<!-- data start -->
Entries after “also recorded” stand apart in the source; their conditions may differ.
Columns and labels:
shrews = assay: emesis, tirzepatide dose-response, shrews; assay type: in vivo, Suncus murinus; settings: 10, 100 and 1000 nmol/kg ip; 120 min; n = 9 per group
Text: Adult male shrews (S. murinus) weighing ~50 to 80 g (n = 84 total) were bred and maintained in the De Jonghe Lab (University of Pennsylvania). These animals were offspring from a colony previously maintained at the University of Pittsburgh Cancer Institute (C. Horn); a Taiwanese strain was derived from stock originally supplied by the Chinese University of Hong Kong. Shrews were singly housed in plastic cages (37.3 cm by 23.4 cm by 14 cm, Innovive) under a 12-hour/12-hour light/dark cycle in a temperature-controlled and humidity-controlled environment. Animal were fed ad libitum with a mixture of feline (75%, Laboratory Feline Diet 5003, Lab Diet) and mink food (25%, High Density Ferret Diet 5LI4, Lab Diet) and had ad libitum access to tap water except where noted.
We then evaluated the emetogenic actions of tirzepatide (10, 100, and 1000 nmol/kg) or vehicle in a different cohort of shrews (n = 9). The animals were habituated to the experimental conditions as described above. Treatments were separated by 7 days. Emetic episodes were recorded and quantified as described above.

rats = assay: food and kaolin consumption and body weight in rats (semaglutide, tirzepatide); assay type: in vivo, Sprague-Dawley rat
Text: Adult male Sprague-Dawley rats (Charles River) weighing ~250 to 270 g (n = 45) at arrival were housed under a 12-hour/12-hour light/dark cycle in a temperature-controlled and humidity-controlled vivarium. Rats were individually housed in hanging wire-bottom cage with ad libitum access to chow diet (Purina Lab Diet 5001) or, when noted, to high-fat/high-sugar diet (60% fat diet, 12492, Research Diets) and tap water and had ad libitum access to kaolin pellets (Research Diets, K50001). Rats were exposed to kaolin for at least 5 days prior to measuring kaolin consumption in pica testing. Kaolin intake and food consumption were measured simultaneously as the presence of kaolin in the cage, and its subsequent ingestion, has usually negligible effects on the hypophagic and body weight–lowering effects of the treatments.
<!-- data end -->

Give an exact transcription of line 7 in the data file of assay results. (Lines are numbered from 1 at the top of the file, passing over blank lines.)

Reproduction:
Text: Adult male Sprague-Dawley rats (Charles River) weighing ~250 to 270 g (n = 45) at arrival were housed under a 12-hour/12-hour light/dark cycle in a temperature-controlled and humidity-controlled vivarium. Rats were individually housed in hanging wire-bottom cage with ad libitum access to chow diet (Purina Lab Diet 5001) or, when noted, to high-fat/high-sugar diet (60% fat diet, 12492, Research Diets) and tap water and had ad libitum access to kaolin pellets (Research Diets, K50001). Rats were exposed to kaolin for at least 5 days prior to measuring kaolin consumption in pica testing. Kaolin intake and food consumption were measured simultaneously as the presence of kaolin in the cage, and its subsequent ingestion, has usually negligible effects on the hypophagic and body weight–lowering effects of the treatments.